Iron Ore Prices Rebound Strongly as Restrictions Ease
By Dale Gillham |
Following China’s announcement earlier this year that it would cut back steel production, the price of iron ore fell by more than 50 per cent. As a result of the weakness in iron ore prices, BHP fell 34 per cent, RIO fell 36 per cent, while Fortescue Metals fell 47 per cent although this has now changed given that China recently announced it would ease restrictions on steel manufacturing. Consequently, there has been a resurgence in the price of iron ore, as it rose more than 12 per cent over the last two weeks.
BHP, RIO and FMG likely to rise strongly in 2022
BHP moved higher on the news and last week closed up 5.78 per cent and over 13 per cent since its low in early November. Interestingly, Fortescue Metals was marginally down last week, however, it has risen over 23 per cent since early November, while RIO was up slightly last week closing 1.12 per cent up and is up over 7 per cent since early November. That said, all three stocks were rising well before the news that restrictions would ease, so it demonstrates that while we would like to think the market is efficient and everything is always known, in reality, it is not black and white.
While it’s great news that BHP, RIO and FMG have performed better over the last month and may continue to do well into 2022 if China does ease restrictions on steel production, caution still needs to be exercised as nothing is guaranteed.
We need to remember the world is still working out what impact the new COVID variant Omicron will have on our economies. If there are little to no mass lockdowns around the world and China does ease restrictions, then all three of these stocks will do very well in 2022. My pick is BHP followed by RIO although I would issue a word of caution on Fortescue Metals, as it can move fast in both directions.
What were the best and worst performing sectors last week?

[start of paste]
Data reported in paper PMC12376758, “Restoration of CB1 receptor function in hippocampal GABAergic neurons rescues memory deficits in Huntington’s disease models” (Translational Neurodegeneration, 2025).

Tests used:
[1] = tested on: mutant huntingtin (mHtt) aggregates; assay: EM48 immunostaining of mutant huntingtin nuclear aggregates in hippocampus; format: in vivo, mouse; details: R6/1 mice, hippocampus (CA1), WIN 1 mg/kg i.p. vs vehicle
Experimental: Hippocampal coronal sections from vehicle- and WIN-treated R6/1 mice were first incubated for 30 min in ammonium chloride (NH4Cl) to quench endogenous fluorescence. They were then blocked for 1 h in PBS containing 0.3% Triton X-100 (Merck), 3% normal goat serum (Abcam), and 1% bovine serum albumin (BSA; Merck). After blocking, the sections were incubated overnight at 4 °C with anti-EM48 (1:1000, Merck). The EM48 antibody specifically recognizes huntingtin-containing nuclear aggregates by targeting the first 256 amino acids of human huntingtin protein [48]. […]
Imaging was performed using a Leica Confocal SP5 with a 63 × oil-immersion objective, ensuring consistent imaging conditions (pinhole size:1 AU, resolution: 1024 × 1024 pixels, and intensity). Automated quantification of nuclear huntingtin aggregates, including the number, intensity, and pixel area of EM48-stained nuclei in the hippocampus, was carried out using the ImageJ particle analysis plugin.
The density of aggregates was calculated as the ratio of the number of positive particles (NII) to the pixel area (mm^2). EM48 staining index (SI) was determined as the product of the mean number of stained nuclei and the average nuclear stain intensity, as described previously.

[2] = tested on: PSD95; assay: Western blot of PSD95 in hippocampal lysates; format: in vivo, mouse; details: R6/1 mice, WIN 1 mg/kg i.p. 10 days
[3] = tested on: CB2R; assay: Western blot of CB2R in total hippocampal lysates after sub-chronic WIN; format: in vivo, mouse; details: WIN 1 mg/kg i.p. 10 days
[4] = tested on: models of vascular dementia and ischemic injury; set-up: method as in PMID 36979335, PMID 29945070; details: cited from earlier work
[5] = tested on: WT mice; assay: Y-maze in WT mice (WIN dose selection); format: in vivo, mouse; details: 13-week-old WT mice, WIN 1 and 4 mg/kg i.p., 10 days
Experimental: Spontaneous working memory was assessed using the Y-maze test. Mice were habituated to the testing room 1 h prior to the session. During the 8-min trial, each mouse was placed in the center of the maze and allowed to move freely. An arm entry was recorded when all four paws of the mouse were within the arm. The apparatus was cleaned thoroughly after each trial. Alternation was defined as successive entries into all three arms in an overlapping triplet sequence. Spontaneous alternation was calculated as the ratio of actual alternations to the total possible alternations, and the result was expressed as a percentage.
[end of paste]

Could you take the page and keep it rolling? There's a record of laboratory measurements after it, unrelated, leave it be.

The best performing sectors included Materials up 1.26 per cent week followed by Financials up 0.59 per cent and Communication Services down 0.12 per cent. The worst performing sectors included Healthcare down 3.23 per cent followed by Information Technology down 2.50 per cent and Consumer Staples down 2.82 per cent.
The best performers in the S&P/ASX top 100 stocks included Worley up 9.95 per cent followed by Lynas Rare Earths up 9.35 per cent while BHP, AGL and ALS were all up over 5 per cent. The worst performing stocks included Afterpay down 9.95 per cent followed by Northern Star Resources down 9.92 per cent and IPD Education down 8.92 per cent.
What's next for the Australian share market?
The most recent all-time high on the All Ordinaries Index occurred on 13 August when it hit 7,902 points. In the 80 trading days since then, the market has exhibited indecision interspersed with periods swinging between bullish and bearish with the bears slightly more dominant, as the market is currently down around 4.5 per cent since the high.
While the market has fallen by nearly 6 per cent since the high in August, it also turned bullish rising nearly 5 per cent but is now in danger of further falls. If the Australian stock market continues to fall next week below the low of 7,446 points that occurred on 29 September, I expect it will continue to fall into January. That said, a fall to between 7,000 and 7,200 points is a good thing, as it means the market will be in a better position to rise strongly in 2022.
Right now, it would pay to err on the side of caution before buying any stocks, and above all do not dollar cost average as so many have attempted to do over these past few weeks only to lose more. Now is the time for restraint and patience.
For now, good luck and good trading.
Dale Gillham is Chief Analyst at Wealth Within and international bestselling author of How to Beat the Managed Funds by 20%. He is also author of the award winning book Accelerate Your Wealth—It’s Your Money, Your Choice, which is available in all good book stores and online.